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(Alternative Inca Trail)
Duration: 5 days
When to go: Best from April to December although can be done year round.
Altitude: 2400m to 4600m
Difficulty: Moderate to difficult
Fees: : 129 Peruvian Soles for the trek from Soraypampa to Lucmabamba and 124 Peruvian Soles to enter Machu Picchu on the final day of the trek. Total 253 Peruvian Soles (about US$86) which makes it even more expensive than the Classic 4 day Inca Trail trek.
Please note: The official entrance fee for the trek Mollepata - Pampa Salkantay - Lucmabamba - Llactapata is 129 Peruvian Soles. This can be checked on the government website http://www.inc-cusco.gob.pe/tarifas2009.html (right at the bottom of the page). Although trekking companies were warned in 2008 that an entrance fee would be introduced later in the year many have chosen to protest about the fee and refuse to pay it. Instead they have been trying to change the route of their treks to avoid the government check-point. When purchasing a trek you must check to see if this entrance fee is included in the price of the trek. Some companies include it and some do not.
If the entrance fee is not included in the price of the trek then you may have to pay this additional fee yourself at the start of the trek (remember to take the correct amount in Peruvian Soles as the officials working in the government control point at Soraypampa will not change dollars and are unlikely to be able to give you change. In future it is likely that the entrance fee will have to be paid in Cusco prior to trek departure. We will keep you informed of the latest developments.
The mountains of the Cordillera Vilcabamba rise to form a ragged chain between the regions' two great rivers; the Urubamba and the Apurimac. Along the cordillera's northern side, massive snow peaks collide with lush tropical rain forests. Located northwest of Cusco, Nevado de Salkantay, the cordillera's tallest peak, is at the eastern end of the chain and rises to 6271 meters above sea level. The name Salkantay means 'Savage Mountain' which may refer to the swirling clouds that rise up from the jungle lowlands and engulf the peak.
The Salkantay - Santa Teresa - Machu Picchu is often referred to as the "alternative Inca Trail". In recent years it has become popular due to restrictions and price increases on the Classic 4 day Inca Trail. Trek permits are not required for this alternative route so reservations can easily be made upon arrival in Cusco even as late as just one day before departure! More adventurous independent trekkers can do this trek without either a guide or using the services of a trekking agency but a guided tour is recommended. Although many guide books and travel agencies often describe this route as "the-road-less-travelled" or a great trek to "get away from the crowds" this can be misleading. There is currently no control over the maximum number of trekkers so during the peak season (June - September) there can sometimes be more trekkers than the Classic Inca Trail and each year it is becoming more popular especially with Latin American visitors.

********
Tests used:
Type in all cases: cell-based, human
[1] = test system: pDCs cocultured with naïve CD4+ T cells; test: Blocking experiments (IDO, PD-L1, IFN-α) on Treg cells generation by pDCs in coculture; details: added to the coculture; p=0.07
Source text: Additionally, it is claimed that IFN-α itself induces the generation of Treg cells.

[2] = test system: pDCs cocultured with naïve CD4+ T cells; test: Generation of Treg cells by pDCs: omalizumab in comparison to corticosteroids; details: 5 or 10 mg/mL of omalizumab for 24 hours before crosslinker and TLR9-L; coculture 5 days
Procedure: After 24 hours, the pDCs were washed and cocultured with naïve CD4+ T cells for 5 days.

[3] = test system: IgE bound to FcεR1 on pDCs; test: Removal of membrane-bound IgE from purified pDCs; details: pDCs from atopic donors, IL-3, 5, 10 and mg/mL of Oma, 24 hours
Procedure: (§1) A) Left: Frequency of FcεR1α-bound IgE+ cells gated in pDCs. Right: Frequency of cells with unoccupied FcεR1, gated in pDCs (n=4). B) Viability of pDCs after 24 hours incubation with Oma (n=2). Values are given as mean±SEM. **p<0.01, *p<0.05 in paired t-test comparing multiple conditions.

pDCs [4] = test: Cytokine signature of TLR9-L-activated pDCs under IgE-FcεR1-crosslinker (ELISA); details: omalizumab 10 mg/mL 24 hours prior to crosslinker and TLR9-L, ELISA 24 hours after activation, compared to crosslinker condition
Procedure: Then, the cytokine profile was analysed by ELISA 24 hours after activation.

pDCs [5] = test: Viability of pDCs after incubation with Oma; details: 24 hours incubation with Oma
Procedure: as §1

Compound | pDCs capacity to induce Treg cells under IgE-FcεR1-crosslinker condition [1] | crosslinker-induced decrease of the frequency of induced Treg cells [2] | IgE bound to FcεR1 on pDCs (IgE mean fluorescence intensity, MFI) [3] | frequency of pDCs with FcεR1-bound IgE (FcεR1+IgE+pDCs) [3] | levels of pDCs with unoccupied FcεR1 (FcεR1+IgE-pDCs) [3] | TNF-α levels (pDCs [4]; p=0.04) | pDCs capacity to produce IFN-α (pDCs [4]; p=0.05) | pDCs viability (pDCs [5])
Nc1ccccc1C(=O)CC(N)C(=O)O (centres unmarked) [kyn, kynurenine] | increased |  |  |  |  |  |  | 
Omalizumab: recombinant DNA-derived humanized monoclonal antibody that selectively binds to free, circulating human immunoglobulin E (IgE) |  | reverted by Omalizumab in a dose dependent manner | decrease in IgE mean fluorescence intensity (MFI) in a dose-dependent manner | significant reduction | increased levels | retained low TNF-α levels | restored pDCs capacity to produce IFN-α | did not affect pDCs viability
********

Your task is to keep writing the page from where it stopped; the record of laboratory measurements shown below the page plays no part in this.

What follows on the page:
(the itinerary may be different depending on the company you choose)
Day 1: Cusco - Sayllapata - Soraypampa - Soyrococha
We depart Cusco at about 06:00 and travel by bus to the start of the trail at Sayllapata (3200m). On the way we'll stop for breakfast at a typical restaurant and will be able to enjoy some superb views of the snow-capped "Apu Salkantay" and the Apurimac River valley. In Sayllapata we'll meet our "arrieros" (horsemen) who will accompany us on the trek. We'll trek for about 3 hours passing through small Andean communities until we stop for lunch at Soraypampa (3850m). After lunch we will trek for another 4 hours to our campsite at Soyrococha (4200m)
Day 2: Soyrococha - 7 Snakes - Salkantay Pass - Colpapampa